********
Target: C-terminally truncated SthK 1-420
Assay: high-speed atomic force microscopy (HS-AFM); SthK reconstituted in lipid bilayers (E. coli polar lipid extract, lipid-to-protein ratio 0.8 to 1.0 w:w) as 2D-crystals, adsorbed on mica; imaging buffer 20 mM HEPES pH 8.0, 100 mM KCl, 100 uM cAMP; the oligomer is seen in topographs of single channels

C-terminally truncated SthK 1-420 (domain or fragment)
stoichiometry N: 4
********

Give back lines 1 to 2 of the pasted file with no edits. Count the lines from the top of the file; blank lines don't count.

Target: C-terminally truncated SthK 1-420
Assay: high-speed atomic force microscopy (HS-AFM); SthK reconstituted in lipid bilayers (E. coli polar lipid extract, lipid-to-protein ratio 0.8 to 1.0 w:w) as 2D-crystals, adsorbed on mica; imaging buffer 20 mM HEPES pH 8.0, 100 mM KCl, 100 uM cAMP; the oligomer is seen in topographs of single channels